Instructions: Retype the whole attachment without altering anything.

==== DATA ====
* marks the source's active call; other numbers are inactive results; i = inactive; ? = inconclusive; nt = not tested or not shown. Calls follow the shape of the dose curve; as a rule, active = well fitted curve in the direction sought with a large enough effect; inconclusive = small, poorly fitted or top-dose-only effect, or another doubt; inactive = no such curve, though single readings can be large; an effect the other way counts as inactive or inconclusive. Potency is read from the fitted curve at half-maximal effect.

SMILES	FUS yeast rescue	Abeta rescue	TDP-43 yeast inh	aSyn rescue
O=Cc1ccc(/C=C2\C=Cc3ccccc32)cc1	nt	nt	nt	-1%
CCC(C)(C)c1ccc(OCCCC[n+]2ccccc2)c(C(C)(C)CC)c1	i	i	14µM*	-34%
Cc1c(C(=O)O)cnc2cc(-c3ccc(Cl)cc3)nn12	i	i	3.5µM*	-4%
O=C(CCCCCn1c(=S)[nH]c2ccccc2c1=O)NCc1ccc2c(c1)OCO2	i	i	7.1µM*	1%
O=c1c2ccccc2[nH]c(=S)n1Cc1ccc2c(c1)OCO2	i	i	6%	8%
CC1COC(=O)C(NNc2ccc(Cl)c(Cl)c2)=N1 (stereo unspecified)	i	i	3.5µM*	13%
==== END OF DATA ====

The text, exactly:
* marks the source's active call; other numbers are inactive results; i = inactive; ? = inconclusive; nt = not tested or not shown. Calls follow the shape of the dose curve; as a rule, active = well fitted curve in the direction sought with a large enough effect; inconclusive = small, poorly fitted or top-dose-only effect, or another doubt; inactive = no such curve, though single readings can be large; an effect the other way counts as inactive or inconclusive. Potency is read from the fitted curve at half-maximal effect.

SMILES	FUS yeast rescue	Abeta rescue	TDP-43 yeast inh	aSyn rescue
O=Cc1ccc(/C=C2\C=Cc3ccccc32)cc1	nt	nt	nt	-1%
CCC(C)(C)c1ccc(OCCCC[n+]2ccccc2)c(C(C)(C)CC)c1	i	i	14µM*	-34%
Cc1c(C(=O)O)cnc2cc(-c3ccc(Cl)cc3)nn12	i	i	3.5µM*	-4%
O=C(CCCCCn1c(=S)[nH]c2ccccc2c1=O)NCc1ccc2c(c1)OCO2	i	i	7.1µM*	1%
O=c1c2ccccc2[nH]c(=S)n1Cc1ccc2c(c1)OCO2	i	i	6%	8%
CC1COC(=O)C(NNc2ccc(Cl)c(Cl)c2)=N1 (stereo unspecified)	i	i	3.5µM*	13%